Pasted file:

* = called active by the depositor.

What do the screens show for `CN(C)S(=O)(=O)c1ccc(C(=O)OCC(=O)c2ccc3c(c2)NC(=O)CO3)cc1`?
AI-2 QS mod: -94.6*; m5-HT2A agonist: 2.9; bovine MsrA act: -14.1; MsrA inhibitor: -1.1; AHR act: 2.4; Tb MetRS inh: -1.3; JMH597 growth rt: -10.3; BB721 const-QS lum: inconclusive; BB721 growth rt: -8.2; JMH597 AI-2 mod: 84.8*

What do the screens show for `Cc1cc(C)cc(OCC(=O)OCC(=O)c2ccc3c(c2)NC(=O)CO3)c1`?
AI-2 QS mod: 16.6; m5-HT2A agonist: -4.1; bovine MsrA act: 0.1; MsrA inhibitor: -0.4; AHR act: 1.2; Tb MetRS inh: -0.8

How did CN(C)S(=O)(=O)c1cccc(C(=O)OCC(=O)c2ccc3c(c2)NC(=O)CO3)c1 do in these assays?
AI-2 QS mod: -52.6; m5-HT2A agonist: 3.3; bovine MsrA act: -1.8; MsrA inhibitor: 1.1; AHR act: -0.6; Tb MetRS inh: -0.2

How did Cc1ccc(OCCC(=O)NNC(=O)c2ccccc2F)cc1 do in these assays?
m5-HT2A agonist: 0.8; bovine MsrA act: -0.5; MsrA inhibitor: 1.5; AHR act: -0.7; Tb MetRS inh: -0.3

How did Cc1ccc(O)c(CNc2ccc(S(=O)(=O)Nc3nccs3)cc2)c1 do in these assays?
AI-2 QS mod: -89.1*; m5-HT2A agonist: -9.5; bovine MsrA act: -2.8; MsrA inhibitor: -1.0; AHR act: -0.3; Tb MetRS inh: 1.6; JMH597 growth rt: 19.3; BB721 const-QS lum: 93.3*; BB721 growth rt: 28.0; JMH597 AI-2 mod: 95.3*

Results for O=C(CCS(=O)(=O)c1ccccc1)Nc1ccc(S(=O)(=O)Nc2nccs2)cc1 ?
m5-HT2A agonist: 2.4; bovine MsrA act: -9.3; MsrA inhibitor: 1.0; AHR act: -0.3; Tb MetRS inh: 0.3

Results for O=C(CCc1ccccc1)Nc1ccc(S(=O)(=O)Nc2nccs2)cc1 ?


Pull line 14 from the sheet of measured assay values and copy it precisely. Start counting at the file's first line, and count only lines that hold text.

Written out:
Results for O=C(CCc1ccccc1)Nc1ccc(S(=O)(=O)Nc2nccs2)cc1 ?